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Massachusetts Update

By February 8, 2012Commentary

Massachusetts is entering its sixth year of health reform, a reform similar to the federal law, although Massachusetts is not representative of the country in its income and other demographics, and its uninsured rate of non-Medicare eligible adults at the time of reform was only 11.4%, well below the national average.  Health Affairs periodically publishes research looking at the aftermath of the Massachusetts reform and has recently done so again.   (HA Article)   The data for the research comes primarily from an annual survey of about 3,000 adults in the state, so it is not necessarily the highest quality information, but trends should be accurately identified, since errors should be similar from survey to survey.

Coverage remains high, with only 5.8% saying they didn’t have insurance, which is comprised of a few people who didn’t have insurance for the whole 12 months and more who didn’t have it for some period during the year.  People were more likely to have a usual place of care and to have had a preventive care visit than in 2006, although the gain is somewhat slight.  From 2009 to 2010 there was a drop in the use of emergency rooms and hospital stays, a decline for which the cause is unclear–better health from better access to primary care or more cost-sharing.  In general, the survey continues to show improvements from 2006 in people feeling that they are able to get the care they needed, although this worsened slightly in 2010.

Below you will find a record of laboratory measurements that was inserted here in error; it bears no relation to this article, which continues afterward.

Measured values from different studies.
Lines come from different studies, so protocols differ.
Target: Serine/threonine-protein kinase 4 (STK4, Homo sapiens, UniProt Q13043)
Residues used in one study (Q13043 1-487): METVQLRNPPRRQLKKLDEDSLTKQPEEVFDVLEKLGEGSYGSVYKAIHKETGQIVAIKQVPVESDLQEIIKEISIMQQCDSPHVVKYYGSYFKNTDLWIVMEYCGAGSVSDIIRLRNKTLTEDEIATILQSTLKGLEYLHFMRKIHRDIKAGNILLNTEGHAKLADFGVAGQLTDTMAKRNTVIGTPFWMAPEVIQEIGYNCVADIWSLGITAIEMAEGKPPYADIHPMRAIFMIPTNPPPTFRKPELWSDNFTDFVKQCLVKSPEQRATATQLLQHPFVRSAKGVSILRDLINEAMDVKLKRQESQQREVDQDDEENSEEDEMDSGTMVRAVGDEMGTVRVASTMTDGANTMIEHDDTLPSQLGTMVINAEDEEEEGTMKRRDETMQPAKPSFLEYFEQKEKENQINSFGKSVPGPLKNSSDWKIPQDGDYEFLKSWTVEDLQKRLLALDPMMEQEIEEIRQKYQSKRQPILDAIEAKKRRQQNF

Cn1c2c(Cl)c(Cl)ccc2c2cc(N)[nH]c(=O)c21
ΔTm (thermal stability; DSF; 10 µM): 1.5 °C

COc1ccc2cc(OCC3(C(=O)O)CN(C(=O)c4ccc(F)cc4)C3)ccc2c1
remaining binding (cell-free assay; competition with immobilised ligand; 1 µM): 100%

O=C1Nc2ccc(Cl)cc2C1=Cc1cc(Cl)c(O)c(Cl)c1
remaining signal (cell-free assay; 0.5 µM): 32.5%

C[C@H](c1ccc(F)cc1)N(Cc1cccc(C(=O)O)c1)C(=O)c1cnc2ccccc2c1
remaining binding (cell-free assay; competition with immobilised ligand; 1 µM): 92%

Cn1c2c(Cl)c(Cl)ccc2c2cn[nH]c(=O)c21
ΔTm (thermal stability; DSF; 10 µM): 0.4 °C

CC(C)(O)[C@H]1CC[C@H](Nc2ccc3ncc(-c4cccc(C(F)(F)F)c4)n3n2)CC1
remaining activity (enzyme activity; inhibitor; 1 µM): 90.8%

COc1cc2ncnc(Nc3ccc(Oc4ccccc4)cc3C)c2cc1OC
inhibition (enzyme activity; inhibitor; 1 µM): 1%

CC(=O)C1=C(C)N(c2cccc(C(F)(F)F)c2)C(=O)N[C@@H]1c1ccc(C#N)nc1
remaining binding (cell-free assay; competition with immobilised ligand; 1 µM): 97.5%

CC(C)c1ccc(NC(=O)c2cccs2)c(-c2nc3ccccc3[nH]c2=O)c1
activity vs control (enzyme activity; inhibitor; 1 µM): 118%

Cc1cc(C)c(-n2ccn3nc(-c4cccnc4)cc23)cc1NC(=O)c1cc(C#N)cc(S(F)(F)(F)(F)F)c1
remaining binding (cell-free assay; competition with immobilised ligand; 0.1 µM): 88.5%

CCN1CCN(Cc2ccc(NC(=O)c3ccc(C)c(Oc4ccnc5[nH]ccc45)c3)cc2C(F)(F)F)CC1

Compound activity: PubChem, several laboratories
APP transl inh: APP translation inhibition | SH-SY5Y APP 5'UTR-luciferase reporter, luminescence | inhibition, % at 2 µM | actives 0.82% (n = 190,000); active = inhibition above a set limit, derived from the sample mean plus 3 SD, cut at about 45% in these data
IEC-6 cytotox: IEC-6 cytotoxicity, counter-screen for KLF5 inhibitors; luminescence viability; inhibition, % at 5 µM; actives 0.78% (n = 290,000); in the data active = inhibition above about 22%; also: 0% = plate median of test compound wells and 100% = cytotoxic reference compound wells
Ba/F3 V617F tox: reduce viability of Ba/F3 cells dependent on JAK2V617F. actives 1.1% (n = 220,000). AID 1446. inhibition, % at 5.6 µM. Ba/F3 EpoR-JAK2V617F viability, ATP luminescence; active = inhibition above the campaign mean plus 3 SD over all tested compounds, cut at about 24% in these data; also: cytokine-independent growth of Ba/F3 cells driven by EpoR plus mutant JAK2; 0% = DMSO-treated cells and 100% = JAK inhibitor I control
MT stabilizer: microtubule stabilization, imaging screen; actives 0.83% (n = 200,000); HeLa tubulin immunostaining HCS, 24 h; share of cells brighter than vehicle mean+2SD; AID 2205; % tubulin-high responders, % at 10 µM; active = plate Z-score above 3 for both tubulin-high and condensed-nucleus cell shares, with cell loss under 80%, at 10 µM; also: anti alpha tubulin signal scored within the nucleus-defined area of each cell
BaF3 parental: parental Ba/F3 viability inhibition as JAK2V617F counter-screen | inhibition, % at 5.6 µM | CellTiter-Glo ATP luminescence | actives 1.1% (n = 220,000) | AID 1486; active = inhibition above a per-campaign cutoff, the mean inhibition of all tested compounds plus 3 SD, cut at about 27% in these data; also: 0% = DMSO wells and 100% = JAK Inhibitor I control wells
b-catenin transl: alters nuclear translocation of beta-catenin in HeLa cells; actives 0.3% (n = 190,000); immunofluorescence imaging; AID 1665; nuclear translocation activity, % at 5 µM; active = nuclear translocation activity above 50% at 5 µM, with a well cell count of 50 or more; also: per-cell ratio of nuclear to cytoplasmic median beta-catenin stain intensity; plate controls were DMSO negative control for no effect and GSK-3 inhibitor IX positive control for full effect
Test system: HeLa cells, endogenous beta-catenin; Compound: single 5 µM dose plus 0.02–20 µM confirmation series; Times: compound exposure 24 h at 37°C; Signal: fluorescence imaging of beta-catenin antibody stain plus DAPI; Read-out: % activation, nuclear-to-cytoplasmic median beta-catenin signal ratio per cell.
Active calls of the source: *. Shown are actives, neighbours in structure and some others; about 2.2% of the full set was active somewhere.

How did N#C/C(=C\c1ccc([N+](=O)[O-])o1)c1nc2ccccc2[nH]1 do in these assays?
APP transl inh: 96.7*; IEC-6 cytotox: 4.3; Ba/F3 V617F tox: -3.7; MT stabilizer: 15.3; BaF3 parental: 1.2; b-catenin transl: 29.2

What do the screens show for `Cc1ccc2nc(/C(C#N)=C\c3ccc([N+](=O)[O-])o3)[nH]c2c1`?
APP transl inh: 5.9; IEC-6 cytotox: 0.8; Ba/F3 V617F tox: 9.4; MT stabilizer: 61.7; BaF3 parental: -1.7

The survey also indicates that more adults in Massachusetts report their health as very good or excellent in 2010 than did in 2006, suggesting that overall health status has improved.  Cost, however, continues to be a barrier to receipt of care, and premiums continue to rise faster than either inflation or economic growth.   Although not dealt with in the survey or the article, we know from other sources that Massachusetts is spending far more on health care as a result of reform than was projected and is now struggling with how to rein in the excess costs.  Good luck with that.  And while support remains high at about 66% of adults, opposition has grown to 27%.  Maybe people are wondering if the relatively small gains are worth the cost.

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